Christmas and Calvinism

What could be more broadly evangelical than Christmas?  It’s a time when all celebrating Christians agree on what the holiday means, and even many non-Christians pretend to believe – or at least to affirm that something good happened on the night Christ was born.  Christmas would hardly seem to be the time to discuss the doctrines of grace.  After all, we’re led to believe that Christmas is gloriously broad and Calvinism hopelessly narrow.

So why insert such dour doctrines into the broad and beautiful joy we share at Christmas?  Well, in the first place, these doctrines are not dour at all, or narrow.  They are enlivening and glorious, and their apprehension leads immediately to the kind of overflowing joy we associate with Christmas.

But there is more than that.  The reason we should associate Christmas and Calvinism is that Jesus himself does.  In John 6, Jesus gives a clear reason for the incarnation.  And the incarnation is what we celebrate when we celebrate Christmas rightly.  He says this: “For I have come down from heaven, not to do my own will, but the will of him who sent me” (John 6:38).  That broad statement of Jesus’ obedience takes further shape in the verses which follow: “And this is the will of him who sent me, that I should lose nothing of all that he has given me, but raise it up on the last day.  For this is the will of my Father, that everyone who looks on the Son and believes in him should have eternal life, and I will raise him up on the last day” (6:39-40).  Later in the same discussion, Jesus expands on this will of the Father which he came to earth to carry out: “No one can come to me unless the Father who sent me draws him” (6:44).  And again, “It is the Spirit who gives life; the flesh is no help at all” (6:63).  Finally, in response to the disciples’ questions about those who did not believe, Jesus says, “This is why I told you that no one can come to me unless it is granted him by the Father” (6:65).

Since Jesus’ stated reason for the incarnation is to do the Father’s will, it is worth looking at these teachings in a systematic fashion.  First, we learn that no one can come to Jesus unless the Father draws him or grants him this (John 6:44, 65).  This is because the Holy Spirit alone gives life and man in his natural state cannot find spiritual life at all; in the flesh, human beings possess nothing profitable in accomplishing salvation (John 6:63).  We learn that the Son came to save those who had been given to him (John 6:39).  We are told that those drawn, given, and brought to life by the Father actually come: none can resist His transforming grace (John 6:37).  And then, perhaps most remarkably, we learn that Christ guarantees that all who come to him in faith, those ones who are given by the Father and transformed by the Spirit, will surely be raised up on the last day (John 6:40).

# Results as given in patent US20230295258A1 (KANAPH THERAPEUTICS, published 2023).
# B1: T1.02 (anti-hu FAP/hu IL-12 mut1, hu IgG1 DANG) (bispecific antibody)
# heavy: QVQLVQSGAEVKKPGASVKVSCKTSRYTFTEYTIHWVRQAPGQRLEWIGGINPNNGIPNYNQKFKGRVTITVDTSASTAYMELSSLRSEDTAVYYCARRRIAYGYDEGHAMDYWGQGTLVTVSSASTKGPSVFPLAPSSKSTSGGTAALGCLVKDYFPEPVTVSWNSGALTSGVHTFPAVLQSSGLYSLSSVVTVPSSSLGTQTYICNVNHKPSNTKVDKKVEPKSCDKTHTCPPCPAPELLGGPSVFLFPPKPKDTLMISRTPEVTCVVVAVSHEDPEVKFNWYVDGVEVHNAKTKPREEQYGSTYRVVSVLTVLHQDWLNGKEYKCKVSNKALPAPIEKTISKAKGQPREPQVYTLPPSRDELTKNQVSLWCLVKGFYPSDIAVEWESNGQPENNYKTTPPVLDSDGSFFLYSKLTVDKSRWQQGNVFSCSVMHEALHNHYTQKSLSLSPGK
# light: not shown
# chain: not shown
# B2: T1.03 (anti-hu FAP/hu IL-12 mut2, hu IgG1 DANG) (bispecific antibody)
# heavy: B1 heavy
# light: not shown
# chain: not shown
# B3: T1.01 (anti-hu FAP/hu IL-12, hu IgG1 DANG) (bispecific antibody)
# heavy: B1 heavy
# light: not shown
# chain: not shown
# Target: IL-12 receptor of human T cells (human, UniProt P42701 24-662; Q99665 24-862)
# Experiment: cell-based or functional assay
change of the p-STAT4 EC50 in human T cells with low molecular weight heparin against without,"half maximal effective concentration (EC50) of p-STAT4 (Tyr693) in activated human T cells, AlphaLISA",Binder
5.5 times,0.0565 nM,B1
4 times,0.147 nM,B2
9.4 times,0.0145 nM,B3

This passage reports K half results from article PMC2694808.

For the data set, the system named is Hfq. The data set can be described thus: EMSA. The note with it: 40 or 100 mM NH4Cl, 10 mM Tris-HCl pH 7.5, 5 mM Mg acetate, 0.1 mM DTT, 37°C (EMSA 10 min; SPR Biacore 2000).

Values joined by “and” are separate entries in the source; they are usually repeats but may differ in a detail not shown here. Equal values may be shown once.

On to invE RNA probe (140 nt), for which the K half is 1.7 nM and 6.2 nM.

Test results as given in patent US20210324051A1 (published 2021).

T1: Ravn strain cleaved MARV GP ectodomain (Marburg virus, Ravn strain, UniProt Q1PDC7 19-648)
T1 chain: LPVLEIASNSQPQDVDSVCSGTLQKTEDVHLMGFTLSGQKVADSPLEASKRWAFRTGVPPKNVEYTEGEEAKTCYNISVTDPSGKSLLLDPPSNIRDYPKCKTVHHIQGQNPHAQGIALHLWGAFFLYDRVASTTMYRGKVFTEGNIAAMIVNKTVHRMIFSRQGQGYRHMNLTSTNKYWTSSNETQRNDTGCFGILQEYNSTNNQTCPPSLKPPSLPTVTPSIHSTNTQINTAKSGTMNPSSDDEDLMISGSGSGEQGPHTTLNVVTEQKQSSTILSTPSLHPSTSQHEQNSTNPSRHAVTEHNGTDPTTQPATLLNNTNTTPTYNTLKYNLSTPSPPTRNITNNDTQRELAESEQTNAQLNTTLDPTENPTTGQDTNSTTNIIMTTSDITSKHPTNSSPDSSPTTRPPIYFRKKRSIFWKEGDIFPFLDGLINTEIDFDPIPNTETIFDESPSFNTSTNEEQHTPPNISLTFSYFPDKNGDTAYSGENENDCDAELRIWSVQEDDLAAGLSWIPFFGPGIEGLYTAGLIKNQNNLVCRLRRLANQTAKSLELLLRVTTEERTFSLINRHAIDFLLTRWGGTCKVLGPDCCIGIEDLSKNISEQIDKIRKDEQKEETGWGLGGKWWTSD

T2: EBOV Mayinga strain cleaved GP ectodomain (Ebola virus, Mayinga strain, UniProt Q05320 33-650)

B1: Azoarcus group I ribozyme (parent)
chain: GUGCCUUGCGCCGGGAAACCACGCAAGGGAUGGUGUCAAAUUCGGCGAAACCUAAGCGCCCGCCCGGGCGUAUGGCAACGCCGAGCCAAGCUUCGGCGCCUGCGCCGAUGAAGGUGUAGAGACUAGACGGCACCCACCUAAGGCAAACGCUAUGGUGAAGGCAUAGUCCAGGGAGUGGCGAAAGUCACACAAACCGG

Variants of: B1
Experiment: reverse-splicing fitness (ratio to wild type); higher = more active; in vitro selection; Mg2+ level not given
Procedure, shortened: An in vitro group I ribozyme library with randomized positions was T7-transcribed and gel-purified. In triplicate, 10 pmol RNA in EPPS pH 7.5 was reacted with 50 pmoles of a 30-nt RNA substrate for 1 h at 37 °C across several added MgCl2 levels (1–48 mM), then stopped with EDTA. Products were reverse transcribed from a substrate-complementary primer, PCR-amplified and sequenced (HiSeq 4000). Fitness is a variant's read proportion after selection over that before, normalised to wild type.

In other words, when Jesus reflects on his coming to earth, he explains it in terms of the Father’s will in salvation, a will that is displayed against the backdrop of man’s total depravity, God’s unconditional election, Christ’s definite work in salvation, God’s irresistible grace in drawing and giving men to Christ, and the glorious promise that Christ will one day raise up those who look to him in genuine faith.  This is what we mean when we speak of Calvinism.  And as it happens, it is also what Jesus teaches when he speaks of Christmas.

Jonathan Master